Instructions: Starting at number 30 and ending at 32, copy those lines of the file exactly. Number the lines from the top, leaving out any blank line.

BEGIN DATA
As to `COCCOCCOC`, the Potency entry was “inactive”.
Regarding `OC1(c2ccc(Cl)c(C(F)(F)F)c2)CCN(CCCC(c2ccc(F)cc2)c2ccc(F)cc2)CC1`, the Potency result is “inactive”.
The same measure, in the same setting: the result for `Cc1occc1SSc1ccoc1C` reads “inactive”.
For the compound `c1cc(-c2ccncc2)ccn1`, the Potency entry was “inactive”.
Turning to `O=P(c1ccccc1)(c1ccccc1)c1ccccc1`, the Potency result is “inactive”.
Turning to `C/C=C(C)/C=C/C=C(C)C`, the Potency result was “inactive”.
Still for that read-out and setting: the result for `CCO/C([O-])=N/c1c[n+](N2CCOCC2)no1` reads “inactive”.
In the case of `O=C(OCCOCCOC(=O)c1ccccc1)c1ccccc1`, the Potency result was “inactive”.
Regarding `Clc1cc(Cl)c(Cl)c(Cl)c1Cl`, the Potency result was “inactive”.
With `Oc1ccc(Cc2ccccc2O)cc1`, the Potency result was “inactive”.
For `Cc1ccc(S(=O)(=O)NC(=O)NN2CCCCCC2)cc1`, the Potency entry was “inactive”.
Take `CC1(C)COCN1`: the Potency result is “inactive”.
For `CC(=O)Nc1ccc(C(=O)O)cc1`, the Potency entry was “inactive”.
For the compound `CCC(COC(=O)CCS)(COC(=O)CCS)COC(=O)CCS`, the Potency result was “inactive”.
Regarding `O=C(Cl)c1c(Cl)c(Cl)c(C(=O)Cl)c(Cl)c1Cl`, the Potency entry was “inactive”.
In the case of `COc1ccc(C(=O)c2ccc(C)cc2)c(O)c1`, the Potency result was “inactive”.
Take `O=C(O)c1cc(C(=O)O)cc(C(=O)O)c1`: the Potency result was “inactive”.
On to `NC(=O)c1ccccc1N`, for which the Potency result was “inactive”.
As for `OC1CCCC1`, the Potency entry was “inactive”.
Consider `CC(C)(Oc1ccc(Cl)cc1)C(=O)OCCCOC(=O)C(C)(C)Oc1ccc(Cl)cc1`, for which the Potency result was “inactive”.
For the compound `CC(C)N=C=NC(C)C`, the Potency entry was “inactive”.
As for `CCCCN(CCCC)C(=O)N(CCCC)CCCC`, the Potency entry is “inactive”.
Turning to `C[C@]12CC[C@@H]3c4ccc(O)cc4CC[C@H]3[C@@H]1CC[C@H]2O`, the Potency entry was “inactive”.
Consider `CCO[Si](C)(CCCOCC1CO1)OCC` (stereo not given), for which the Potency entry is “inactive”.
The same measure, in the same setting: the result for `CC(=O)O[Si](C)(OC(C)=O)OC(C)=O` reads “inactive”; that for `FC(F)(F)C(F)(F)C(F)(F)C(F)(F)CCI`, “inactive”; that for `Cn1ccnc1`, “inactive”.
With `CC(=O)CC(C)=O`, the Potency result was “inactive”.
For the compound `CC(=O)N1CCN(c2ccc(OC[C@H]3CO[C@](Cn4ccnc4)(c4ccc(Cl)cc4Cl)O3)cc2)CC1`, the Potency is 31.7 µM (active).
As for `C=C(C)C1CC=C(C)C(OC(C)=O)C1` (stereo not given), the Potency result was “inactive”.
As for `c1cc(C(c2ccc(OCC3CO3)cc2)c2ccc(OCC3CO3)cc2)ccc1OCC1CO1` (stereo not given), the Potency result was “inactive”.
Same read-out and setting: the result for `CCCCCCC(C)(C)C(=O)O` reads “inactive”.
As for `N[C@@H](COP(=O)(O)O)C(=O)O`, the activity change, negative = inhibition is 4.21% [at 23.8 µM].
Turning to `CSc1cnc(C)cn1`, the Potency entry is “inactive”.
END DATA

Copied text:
Same read-out and setting: the result for `CCCCCCC(C)(C)C(=O)O` reads “inactive”.
As for `N[C@@H](COP(=O)(O)O)C(=O)O`, the activity change, negative = inhibition is 4.21% [at 23.8 µM].
Turning to `CSc1cnc(C)cn1`, the Potency entry is “inactive”.